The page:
A Free Society Is a Liberal Society: The 3 Liberal Definitions, Explained
‘Liberal’ Democracy vs. Economic ‘Liberalism’ vs. Social ‘Liberalism’: The definition of each and how understanding can unite citizens.
The terms liberal and liberalism have different meanings depending on the context and what aspect(s) of a free society one is referring to when using the terms. Today, in the United States (U.S.), a paradox may arise when saying someone who believes in free markets and private ownership believes in liberal principles. To the informed this is not a paradox, it simply makes sense. In other words, a free society like the U.S., is, in fact, a liberal society.
The reason for the paradox is that free markets and private ownership are associated with capitalism and are typical talking points of right-wing political parties (e.g., Republican Party, USA). Whereas, “liberal” is synonymous with being associated with left-wing politics (e.g., Democratic Party, USA). Such confusion arises from the three different definitions of liberal for the characteristics of a given free society. The confusion is simply a lack of understanding of what comprises a free society and a (broad brushstroke) misappropriation of the term liberal for political means, which can result in polarization.
At the highest level, and to varying degrees, free societies have the following ideological aspects which each contain the term liberal:
- Government: Liberal Democracy
- Economic: Economic Liberalism
- Social: Social Liberalism
In each of these aspects (government, economic, social), liberal is used in a different context and each definition and understanding is significant. Together, they form a free society’s spectrum (or fingerprint):
In a given free society (e.g., U.S.), it can be argued that most citizens believe in liberal principles more than they appear to disagree on them (i.e., when such principles are presented with a political spin). To understand why, we have to explore the varying contextual definitions of liberal in a free society.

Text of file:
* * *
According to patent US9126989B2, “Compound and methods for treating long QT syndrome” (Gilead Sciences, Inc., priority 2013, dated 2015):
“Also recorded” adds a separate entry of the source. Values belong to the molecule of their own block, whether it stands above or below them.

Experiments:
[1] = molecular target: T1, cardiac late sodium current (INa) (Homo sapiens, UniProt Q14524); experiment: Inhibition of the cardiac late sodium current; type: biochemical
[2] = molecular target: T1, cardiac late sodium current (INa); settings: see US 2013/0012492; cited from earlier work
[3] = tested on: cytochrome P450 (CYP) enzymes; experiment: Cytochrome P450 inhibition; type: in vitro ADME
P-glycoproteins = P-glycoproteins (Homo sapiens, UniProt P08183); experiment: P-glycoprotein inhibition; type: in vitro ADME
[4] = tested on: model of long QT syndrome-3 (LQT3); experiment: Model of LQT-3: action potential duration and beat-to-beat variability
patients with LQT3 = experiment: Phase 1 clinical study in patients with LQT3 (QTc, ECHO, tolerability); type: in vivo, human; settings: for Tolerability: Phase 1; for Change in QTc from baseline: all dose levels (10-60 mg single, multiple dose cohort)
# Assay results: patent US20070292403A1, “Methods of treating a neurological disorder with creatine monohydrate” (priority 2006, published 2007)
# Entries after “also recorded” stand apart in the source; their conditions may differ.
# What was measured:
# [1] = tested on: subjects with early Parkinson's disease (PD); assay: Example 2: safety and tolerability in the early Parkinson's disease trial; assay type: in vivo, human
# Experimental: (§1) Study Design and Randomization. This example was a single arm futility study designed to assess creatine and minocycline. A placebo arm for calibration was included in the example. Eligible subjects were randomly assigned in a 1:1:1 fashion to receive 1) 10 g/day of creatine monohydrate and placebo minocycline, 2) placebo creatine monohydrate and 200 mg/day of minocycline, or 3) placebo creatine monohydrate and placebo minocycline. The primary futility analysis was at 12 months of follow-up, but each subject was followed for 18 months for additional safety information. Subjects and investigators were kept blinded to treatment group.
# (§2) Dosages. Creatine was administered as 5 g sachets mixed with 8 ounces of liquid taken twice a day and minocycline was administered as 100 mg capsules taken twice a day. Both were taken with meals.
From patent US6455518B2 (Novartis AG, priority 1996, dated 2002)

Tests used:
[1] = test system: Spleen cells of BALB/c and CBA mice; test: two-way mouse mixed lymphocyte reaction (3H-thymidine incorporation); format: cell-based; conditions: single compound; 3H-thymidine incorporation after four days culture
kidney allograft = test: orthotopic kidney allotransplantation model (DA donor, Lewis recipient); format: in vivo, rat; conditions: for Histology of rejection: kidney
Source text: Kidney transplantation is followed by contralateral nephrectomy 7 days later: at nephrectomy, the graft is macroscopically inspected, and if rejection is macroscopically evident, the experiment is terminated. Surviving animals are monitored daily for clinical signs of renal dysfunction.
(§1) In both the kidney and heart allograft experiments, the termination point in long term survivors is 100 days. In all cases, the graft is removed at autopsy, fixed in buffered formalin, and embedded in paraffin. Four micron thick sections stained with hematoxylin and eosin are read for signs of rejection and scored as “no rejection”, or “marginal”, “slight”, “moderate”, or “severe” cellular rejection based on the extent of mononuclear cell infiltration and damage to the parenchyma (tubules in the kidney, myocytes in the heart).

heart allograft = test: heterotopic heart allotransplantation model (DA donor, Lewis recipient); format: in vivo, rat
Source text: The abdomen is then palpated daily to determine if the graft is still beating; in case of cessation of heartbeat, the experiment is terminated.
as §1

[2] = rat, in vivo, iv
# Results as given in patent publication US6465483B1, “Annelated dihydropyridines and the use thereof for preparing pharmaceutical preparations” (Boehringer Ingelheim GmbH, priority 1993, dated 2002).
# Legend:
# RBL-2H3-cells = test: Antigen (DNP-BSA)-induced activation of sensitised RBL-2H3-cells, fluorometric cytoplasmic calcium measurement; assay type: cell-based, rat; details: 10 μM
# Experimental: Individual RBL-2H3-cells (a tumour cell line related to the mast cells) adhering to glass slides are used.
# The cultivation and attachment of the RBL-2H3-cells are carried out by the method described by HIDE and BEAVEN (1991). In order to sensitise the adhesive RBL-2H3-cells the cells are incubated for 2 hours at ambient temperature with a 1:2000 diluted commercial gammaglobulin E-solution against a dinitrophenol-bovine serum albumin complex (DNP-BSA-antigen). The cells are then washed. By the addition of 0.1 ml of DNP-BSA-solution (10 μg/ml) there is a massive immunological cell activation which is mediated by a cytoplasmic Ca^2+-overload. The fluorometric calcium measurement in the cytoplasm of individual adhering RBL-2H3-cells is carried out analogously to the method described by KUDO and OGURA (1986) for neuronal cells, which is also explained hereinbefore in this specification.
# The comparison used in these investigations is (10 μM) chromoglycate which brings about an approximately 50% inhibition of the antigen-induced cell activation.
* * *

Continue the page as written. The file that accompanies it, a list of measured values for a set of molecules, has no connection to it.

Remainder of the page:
1. Government: Liberal Democracy
Context: The government framework or structure.
Definition for Liberal Democracy:
Liberal democracy is a liberal political ideology and a form of government in which representative democracy operates under the principles of classical liberalism. Also called Western democracy, it is characterised by elections between multiple distinct political parties, a separation of powers into different branches of government, the rule of law in everyday life as part of an open society, a market economy with private property and the equal protection of human rights, civil rights, civil liberties and political freedoms for all people. To define the system in practice, liberal democracies often draw upon a constitution, either formally written or uncodified, to delineate the powers of government and enshrine the social contract. -Wikipedia. May 10, 2019
The U.S. is an example of a liberal democracy which is defined by The Constitution of the United States. Historically, the political parties in the U.S. generally agree that a liberal democracy government type is preferred to the alternatives:
- Authoritarianism (current-day Russia)
- Communism (Soviet Union style)
- Dictatorship (current-day North Korea)
- Fascism (Nazi Germany)
- Unitary one-party socialist state or communist state (current-day China)
It’s the economic and social definitions of liberalism, where U.S. political parties have differing ideologies.
2. Economic: Economic Liberalism
Context: Economic system organization (rules and laws of the economy).
Definition for Economic Liberalism:
Economic liberalism is an economic system organized on individual lines, which means the greatest possible number of economic decisions are made by individuals or households rather than by collective institutions or organizations. It includes a spectrum of different economic policies…Economic liberalism is associated with free markets and private ownership of capital assets. Historically, economic liberalism arose in response to mercantilism and feudalism. Today, economic liberalism is also considered opposed to non-capitalist economic orders, such as socialism and planned economies. It also contrasts with protectionism because of its support for free trade and open markets.
An economy that is managed according to these precepts may be described as a liberal economy. -Wikipedia. May 10, 2019